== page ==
I was coming out on the flight deck one night when we were under "lights out" meaning red lights only.An F4 fighter plane launched as I came around the corner and one of the yellow shirts didn't duck low enough and the wing took his head off. It didn't bother me in the least and I went about my business like nothing had happened. That plane sat on the hanger deck 4 days with blood on it, I suppose just to teach everyone what can happen. I have many other things like this but I am about tired of typing.

Anyway a few years after coming back to the states I realized I was not the person I had always thought I was. Absolutely anything would make me mad and the only time I ever felt normal was smoking pot. Somehow I managed to get married and have a few kids but I made life really hard on them and my wife.

I went to my family doctor to see if he would give me tranquilizers and after talking to me as to why I wanted them he said it looked like I had PTSD and put me on Prozac, which did nothing at all. After about a year I quit taking them. I blamed my PTSD on what I went through in Vietnam, but after a year of psychotherapy I came to realise that I have had PTSD all my life. Now I have no idea what a normal life would be like. I now live alone, and think that is probably the best thing for me.

Response from Dr. DeFoore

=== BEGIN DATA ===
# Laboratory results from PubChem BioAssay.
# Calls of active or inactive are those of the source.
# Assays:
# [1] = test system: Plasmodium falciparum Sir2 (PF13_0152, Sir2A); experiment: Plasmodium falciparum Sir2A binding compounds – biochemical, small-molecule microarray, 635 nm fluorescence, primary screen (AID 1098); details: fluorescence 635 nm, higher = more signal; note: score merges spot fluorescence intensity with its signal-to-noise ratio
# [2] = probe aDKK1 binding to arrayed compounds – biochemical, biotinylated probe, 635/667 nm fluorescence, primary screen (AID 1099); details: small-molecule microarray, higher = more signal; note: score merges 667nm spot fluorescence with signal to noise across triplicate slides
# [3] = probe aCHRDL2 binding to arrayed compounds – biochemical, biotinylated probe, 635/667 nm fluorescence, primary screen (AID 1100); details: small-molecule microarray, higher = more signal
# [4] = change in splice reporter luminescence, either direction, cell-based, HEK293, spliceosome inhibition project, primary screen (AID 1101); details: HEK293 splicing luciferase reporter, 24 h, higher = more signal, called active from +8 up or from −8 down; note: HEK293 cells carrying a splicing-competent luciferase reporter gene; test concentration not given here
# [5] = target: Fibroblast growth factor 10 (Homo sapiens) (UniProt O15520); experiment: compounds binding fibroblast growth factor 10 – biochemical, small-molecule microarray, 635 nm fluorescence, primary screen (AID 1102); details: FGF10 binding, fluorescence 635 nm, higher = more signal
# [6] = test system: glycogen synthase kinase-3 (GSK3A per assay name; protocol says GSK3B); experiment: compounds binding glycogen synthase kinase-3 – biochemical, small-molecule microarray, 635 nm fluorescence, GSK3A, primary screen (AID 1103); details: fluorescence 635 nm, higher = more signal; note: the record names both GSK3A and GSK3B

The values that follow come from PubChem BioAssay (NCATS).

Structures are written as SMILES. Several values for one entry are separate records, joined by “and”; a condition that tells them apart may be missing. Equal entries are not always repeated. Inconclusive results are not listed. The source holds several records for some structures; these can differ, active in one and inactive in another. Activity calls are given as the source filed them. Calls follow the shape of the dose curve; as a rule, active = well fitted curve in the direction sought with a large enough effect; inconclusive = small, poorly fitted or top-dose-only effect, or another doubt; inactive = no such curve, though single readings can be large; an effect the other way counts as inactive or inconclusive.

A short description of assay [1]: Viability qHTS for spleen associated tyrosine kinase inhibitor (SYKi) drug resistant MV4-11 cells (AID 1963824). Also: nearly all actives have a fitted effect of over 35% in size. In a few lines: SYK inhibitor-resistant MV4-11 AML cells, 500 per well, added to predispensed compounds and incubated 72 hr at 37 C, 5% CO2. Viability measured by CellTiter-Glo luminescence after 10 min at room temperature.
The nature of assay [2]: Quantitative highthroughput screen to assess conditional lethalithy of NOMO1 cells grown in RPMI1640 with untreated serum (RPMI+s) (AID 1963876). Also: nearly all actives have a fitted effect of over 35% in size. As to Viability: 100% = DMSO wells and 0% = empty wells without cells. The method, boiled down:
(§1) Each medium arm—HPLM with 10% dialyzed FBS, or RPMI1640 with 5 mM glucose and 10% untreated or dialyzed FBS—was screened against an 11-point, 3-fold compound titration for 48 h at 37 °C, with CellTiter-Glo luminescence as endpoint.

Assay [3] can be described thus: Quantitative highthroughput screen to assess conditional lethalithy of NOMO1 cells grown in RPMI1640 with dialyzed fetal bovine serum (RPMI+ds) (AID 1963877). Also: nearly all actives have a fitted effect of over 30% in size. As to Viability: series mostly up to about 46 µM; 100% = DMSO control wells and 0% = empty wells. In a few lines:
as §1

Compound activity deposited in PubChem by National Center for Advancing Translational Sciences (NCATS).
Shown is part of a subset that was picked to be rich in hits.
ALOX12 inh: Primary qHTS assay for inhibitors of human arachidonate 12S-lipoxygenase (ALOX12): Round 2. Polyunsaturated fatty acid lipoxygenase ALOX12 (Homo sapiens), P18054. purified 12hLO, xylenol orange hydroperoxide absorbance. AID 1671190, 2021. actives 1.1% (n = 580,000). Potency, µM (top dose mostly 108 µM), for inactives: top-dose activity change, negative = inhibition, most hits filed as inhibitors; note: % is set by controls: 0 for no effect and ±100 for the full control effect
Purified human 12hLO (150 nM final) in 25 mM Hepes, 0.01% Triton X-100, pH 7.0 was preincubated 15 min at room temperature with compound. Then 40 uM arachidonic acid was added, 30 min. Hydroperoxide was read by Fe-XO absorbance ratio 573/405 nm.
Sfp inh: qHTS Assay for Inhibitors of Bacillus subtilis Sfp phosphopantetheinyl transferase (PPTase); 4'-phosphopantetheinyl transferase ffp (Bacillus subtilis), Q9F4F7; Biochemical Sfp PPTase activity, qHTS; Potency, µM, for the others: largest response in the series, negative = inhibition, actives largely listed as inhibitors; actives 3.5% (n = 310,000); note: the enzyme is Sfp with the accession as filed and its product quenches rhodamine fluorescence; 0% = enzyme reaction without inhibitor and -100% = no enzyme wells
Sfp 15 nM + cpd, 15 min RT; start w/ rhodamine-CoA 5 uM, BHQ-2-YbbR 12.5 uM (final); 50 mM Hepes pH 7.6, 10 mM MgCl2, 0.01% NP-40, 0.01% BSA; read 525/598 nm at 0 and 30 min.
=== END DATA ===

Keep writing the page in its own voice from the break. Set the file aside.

Hello Harold. Thanks for writing your story on this site. It will probably encourage others to do the same, and it seems clear that "telling your story" in this way can be healing in some cases. I hope it is helpful to you.

I know you didn't ask for help here, and I want to respect that. If it's okay with you, I would like to suggest some things that might help you, or others who read this. If you have any thoughts or feelings about what I say here, please respond in a comment on this page, and I will edit if necessary.

There's no way I can know what's going on inside your head, or what you may need going forward in your life. What I'm going to say here is based on my 60 years of living, 37 years of experience as a counselor, and being the son of a WWII veteran who has had PTSD all of his life. (By the way, my dad is 90 now, and doing well. He has used the techniques I'm going to recommend here with good results. He was Army infantry, and served in the Philippines and New Guinea.)

As a child, you had to "lock away" the daily, ongoing trauma that you experienced in your home. You had no other choice. You were just surviving. When you locked away your pain, terror and anger, you put a wall around your heart that prevents you from feeling empathy or deep compassion for other people. That's why you were so disconnected from the war trauma you experienced.